Corporate debtor

Under sec. 5(a) of IBC 2016, corporate debtors are the promoters who take loans or money from financial creditors or take goods or services from operational creditors as a debt. The process is as follows: 

  1. On commission of default, the corporate debtor files an application before the adjudicating authority.
  2. After furnishing of information the adjudicating authority passes an order within 14 days to admit or reject the application.
  3. If the application is admitted, then the commencement of insolvency resolution process takes place whereas in case if the application gets rejected, notice will be sent by the adjudicating authority to rectify the defects.

Corporate Insolvency Resolution Process 

Moratorium

After the commencement of corporate insolvency resolution the NCLT orders a moratorium on the debtor’s operations for the period of 180 days. This is termed as a ‘calm period’ during which no judicial proceedings for recovery, enforcement of security interest, sale or transfer of assets, or termination of essential contracts can take place against the debtor..

Liquidation

If the Resolution Process fails to find a resolution for the corporate debtor within the stipulated timeline or if the COC does not approve the resolution plan by a vote of not less than 66% of the voting share, the corporate debtor is liquidated.

After the adjudicating authority passes an order under section 33 of the Code, the debtor goes into liquidation, the resolution professional who was appointed for the Corporate Insolvency Resolution Process shall act as the liquidator for the purposes of liquidation, subject to submission of a written consent to the Adjudicatory Authority, unless replaced.

Where the resolution professional, at any time during the corporate insolvency resolution process but before confirmation of resolution plan, intimates the Adjudicating Authority of the decision of the committee of creditors to liquidate the corporate debtor, the Adjudicating Authority shall pass a liquidation order as referred to in sub-clauses (i), (ii) and (iii) of clause (b) of sub-section (1) section 33 of the insolvency and bankruptcy code.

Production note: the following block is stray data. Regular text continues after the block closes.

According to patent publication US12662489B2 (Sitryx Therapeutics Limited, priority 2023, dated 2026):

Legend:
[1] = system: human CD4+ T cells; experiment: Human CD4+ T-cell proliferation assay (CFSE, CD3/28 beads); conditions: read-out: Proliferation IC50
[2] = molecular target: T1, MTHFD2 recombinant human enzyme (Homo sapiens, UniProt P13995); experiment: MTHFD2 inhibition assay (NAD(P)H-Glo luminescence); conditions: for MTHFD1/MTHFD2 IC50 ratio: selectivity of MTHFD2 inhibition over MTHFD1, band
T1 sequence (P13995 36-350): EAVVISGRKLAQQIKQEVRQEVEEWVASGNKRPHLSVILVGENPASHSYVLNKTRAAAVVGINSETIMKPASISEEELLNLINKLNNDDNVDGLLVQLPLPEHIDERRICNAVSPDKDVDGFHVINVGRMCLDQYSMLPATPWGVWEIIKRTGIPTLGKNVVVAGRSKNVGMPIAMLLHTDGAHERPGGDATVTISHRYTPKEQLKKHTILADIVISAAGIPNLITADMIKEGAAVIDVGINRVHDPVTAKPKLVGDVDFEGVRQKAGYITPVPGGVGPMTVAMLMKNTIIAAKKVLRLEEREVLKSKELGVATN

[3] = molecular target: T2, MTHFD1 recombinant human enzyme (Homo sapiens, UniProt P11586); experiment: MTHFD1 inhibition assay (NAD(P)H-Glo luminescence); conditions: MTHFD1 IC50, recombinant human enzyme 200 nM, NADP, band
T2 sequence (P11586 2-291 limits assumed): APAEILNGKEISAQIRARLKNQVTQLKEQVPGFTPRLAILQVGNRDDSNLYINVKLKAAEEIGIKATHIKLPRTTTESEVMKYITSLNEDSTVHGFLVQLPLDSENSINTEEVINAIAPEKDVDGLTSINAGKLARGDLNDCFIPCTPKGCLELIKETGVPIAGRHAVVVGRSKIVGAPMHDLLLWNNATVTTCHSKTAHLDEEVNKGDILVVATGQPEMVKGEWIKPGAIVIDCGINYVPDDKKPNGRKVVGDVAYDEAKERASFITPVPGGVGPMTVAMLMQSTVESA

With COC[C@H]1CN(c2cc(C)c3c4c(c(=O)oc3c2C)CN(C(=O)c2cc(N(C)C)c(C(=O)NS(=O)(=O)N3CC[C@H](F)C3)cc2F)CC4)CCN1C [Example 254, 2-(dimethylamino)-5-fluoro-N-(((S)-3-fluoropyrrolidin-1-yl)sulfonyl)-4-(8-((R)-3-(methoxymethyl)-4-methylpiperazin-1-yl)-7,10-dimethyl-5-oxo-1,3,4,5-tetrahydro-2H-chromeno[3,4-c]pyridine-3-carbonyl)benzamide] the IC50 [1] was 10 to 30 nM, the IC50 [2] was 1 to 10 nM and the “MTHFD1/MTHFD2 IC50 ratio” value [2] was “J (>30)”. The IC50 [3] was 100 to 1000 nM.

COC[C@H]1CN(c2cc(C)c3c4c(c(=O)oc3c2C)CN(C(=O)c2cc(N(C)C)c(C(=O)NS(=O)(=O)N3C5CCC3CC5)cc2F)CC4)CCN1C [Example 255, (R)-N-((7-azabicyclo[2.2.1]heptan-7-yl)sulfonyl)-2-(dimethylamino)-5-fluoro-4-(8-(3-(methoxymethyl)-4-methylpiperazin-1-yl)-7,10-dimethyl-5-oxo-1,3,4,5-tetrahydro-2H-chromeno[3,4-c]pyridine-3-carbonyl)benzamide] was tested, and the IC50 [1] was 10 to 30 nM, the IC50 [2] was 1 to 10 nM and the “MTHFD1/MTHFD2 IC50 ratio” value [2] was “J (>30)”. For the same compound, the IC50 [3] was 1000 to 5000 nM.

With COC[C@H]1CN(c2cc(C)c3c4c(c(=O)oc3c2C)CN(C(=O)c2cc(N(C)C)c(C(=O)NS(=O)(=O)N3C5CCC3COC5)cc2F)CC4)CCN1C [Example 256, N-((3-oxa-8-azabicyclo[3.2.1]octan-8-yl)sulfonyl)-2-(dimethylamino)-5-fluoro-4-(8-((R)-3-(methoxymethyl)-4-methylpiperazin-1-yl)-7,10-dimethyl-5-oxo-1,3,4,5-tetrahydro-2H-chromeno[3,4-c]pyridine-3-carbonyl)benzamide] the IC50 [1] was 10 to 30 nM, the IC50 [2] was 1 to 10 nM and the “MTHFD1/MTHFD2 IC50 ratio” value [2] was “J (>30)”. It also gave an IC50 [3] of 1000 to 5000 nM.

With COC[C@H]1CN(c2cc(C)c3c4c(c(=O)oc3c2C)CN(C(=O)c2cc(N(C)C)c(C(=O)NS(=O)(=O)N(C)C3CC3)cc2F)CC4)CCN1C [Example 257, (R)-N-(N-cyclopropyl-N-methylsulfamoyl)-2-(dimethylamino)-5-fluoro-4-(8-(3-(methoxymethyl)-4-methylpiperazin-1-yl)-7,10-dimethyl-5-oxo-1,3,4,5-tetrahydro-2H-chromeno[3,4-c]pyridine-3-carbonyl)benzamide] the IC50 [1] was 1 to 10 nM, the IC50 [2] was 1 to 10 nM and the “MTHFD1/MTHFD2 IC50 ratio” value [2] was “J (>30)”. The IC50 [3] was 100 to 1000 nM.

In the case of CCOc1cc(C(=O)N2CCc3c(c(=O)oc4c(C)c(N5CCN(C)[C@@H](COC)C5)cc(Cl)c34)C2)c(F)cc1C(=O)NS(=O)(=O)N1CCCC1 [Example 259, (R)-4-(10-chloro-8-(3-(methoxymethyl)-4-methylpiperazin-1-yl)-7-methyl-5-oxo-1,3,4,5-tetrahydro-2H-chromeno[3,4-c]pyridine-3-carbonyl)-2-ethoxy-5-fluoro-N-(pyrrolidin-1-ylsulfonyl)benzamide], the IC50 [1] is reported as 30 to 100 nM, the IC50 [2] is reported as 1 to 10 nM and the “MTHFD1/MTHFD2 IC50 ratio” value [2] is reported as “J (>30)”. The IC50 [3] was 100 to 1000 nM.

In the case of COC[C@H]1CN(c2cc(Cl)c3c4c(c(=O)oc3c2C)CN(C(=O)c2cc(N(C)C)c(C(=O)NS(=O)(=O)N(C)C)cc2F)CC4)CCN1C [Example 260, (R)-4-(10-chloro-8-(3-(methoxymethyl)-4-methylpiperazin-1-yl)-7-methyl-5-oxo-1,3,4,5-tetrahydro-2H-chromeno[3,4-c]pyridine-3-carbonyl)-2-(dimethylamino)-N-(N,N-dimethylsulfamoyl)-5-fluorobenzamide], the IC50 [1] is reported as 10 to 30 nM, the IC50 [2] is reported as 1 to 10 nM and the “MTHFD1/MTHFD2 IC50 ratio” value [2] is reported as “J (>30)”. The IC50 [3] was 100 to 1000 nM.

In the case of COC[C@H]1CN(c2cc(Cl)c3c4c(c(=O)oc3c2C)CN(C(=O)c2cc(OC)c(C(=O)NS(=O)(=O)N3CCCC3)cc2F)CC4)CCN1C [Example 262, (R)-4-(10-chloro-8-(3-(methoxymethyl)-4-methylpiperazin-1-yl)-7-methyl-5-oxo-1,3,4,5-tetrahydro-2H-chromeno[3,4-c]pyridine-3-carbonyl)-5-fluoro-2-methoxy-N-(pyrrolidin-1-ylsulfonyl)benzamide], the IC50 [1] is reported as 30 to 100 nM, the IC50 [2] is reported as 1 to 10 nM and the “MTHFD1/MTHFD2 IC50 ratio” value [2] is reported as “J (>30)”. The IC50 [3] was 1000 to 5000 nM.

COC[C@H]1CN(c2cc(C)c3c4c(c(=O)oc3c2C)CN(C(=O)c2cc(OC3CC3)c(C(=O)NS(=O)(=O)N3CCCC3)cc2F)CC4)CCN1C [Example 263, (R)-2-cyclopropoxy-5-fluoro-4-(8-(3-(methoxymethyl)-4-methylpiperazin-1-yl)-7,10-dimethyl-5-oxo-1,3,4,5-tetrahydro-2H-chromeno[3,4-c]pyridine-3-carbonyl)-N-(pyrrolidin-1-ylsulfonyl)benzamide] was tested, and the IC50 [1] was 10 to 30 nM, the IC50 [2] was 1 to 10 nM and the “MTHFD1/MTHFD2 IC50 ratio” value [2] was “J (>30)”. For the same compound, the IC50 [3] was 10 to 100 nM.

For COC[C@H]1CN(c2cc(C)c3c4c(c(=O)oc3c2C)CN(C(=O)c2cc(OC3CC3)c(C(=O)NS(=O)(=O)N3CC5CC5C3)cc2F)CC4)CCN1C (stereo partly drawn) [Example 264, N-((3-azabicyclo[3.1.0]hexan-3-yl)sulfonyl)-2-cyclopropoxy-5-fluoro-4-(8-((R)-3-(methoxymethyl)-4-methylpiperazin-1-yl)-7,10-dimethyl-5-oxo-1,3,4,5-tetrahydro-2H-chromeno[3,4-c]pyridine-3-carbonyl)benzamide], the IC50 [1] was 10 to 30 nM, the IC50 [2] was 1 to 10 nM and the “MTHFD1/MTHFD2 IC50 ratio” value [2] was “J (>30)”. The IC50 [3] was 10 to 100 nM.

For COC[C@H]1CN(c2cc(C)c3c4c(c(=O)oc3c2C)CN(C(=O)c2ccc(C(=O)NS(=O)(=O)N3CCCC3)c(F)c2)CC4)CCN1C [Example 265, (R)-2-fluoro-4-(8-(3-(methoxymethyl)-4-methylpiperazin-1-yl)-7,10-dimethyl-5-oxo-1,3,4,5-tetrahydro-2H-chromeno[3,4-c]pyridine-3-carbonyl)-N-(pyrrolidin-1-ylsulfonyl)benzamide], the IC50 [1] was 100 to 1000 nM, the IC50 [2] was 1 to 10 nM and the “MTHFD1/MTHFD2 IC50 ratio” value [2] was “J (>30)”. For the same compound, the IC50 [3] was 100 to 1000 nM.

On receipt of an application under sub-section (3), if the Adjudicating Authority determines that the corporate debtor has contravened the provisions of the resolution plan, it shall pass a liquidation order as referred to in sub-clauses (i), (ii) and (iii) of clause (b) of sub-section (1) subject to section 52, when a liquidation order has been passed, no suit or other legal proceeding shall be instituted by or against the corporate debtor with exception in sub section (5) and (6) of section 33 of the code.

Achievements of Insolvency and Bankruptcy Code

  • Ease of doing business – due to the faster insolvency resolution process. 
  • Deepening of bond markets to increase confidence among the creditors of getting the money back from the debtors. 
  • Stronger institutional framework such as Insolvency and Bankruptcy board of India (IBBI), National Company Law Tribunal (NCLT) etc.
  • Reduction in Non Performing Assets (NPAs) is one of the biggest achievements of insolvency and bankruptcy code,2016. 
  • The professionalisation of process with the help resolution professional. 
  • In 2 years of insolvency and bankruptcy code 2016, 1332 cases have been admitted before the NCLT and 4452 cases have been disposed of at pre-admission stage. This ultimately helped recover and settle around Rs. 2.2 lakh crore.
  • 66 cases resolved after adjudication and realisation of creditors around Rs 80,000 crore in resolution cases.
  • Helped to resolve and cure 12 big companies like Electrosteel Steels, Bhushan Steel, Monnet Ispat & Energy, Amtek Auto and few companies have been referred for liquidation because nobody came to buy them and a total 260 cases have been ordered for liquidation.